Do you feel twinges of guilt when you take a lazy day? Do you spend hours on your phone or computer and come away feeling dissatisfied with how you’ve spent your time? Did you use to have hobbies or household chores you enjoyed, but you’ve fallen out of the habit? Do you love British culture, especially cozy British voices? If your answer is yes to any of these, you may want to pick up Pottering: A Cure For Modern Life by Anna McGovern.
This slim volume, published in 2020, is a treatise and how-to guide on “pottering” (what we in the U.S. would probably call “puttering”). It’s the ultimate restful activity: moving around your home or community in a leisurely way, doing little tasks as they occur to you, savoring the process and not rushing or trying very hard at all. In the gentle chapters, McGovern describes the various aspects of pottering, including “Make Do With What You’ve Got”, “Don’t Try Very Hard”, “Movement”, “Keep It Local”, and so on, with lots of recommendations on how to make pottering work for you, both in terms of practical actions and mindset. It’s about being content and going with the flow, savoring the experience of taking your time and doing things you enjoy or are interested in, if not for long stretches at a time necessarily. Moreover, she’s very specific that phone scrolling and other digital activities are NOT pottering, as they take your attention away from the present time and place and keep you sitting still instead of moving around. As a whole, it brings to mind words like “self-care” and “mindfulness”, but is very grounded in everyday life and the physical reality of the home. It’s taking a rest and being kind to yourself — two things I think we could all do more of in life.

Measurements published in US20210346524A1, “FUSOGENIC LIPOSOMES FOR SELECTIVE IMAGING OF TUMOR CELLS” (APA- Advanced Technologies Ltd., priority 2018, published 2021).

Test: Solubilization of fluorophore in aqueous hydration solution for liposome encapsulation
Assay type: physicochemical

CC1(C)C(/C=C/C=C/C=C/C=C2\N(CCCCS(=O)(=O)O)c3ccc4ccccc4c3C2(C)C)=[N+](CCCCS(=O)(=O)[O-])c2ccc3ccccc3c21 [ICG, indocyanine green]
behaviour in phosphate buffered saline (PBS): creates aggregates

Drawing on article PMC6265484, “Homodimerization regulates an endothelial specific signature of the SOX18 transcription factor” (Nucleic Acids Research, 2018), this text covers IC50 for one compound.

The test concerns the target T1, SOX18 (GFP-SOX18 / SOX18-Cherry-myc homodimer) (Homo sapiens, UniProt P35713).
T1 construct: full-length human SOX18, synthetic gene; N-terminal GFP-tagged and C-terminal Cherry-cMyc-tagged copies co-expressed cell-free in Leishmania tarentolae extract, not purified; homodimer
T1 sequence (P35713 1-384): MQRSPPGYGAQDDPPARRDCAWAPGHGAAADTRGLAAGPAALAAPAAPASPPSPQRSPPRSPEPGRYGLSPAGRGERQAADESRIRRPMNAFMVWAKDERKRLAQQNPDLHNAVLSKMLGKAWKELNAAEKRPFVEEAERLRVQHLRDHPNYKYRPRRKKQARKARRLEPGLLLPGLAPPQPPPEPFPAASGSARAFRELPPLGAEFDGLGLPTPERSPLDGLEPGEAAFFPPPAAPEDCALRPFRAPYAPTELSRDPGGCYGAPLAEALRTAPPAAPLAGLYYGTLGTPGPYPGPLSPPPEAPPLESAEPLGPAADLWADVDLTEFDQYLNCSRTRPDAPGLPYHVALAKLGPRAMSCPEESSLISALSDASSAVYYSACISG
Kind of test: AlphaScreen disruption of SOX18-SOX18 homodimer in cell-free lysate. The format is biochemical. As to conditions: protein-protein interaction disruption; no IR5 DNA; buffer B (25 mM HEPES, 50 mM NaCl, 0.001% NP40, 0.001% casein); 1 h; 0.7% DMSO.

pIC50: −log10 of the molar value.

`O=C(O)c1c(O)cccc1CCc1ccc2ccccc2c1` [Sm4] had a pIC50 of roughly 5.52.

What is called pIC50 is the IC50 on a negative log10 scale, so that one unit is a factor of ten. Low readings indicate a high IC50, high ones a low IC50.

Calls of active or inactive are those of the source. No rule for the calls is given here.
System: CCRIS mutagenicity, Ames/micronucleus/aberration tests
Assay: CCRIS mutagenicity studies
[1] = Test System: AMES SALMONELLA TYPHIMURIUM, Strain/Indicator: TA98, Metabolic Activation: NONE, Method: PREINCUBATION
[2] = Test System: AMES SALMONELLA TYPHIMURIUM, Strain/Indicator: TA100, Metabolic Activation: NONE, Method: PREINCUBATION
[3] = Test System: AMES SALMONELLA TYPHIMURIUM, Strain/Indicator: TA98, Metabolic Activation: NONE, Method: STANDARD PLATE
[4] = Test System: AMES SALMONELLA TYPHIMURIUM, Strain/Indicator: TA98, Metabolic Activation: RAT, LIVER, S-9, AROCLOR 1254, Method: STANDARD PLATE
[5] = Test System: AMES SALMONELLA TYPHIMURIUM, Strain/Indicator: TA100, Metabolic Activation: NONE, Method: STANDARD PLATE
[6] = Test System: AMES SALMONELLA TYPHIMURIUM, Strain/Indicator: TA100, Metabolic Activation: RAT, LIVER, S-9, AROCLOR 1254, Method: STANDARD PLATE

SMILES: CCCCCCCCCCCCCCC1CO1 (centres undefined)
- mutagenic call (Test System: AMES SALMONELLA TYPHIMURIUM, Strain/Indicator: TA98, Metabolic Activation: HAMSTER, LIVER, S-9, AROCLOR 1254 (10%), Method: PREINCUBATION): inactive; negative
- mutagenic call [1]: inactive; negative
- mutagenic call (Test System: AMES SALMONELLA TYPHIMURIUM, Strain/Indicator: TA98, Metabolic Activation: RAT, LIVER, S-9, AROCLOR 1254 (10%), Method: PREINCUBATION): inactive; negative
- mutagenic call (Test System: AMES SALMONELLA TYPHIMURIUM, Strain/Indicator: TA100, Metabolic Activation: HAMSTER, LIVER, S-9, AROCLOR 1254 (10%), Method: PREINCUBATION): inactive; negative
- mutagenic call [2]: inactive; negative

It reads with a hint of irony, of course, coming out of a year of pandemic, quarantine, and isolation in the home, but I think it puts a positive light on it, considering the long road left ahead before restrictions are fully lifted. As quarantine and isolation and being at home get extra stale, it doesn’t hurt to remember that being at home and taking our time can be a restful, enjoyable experience, a break from rushing and worrying and being over-scheduled. Even in small bursts, taking a step back to potter around the house can help reorder your thoughts, get a few little chores done, and just generally let you take a breather. I think one way I’d alter the definition of “pottering” to encompass our pandemic lives is to emphasize the “keep it local” and “movement” chapters, where she talked about the power of getting outside for a little walk. And, of course, never underestimate the value of taking a little while to sit and stare into space or out a window, maybe with a cup of something (which McGovern also recommends, occasionally). Pausing to be present and to reset helps to go into whatever’s next with a fresh perspective, and to process whatever emotion is going on – and crises both personal and global bring up a lot of emotions.
Whether pottering works for you in a moment of pandemic or not, the spirit of pottering is always good to remember: unplug from the digital sometimes and be kind to yourself, not obsessing and stressing over how productive you’re being, but trying to go with the flow and enjoy the moment you’re in.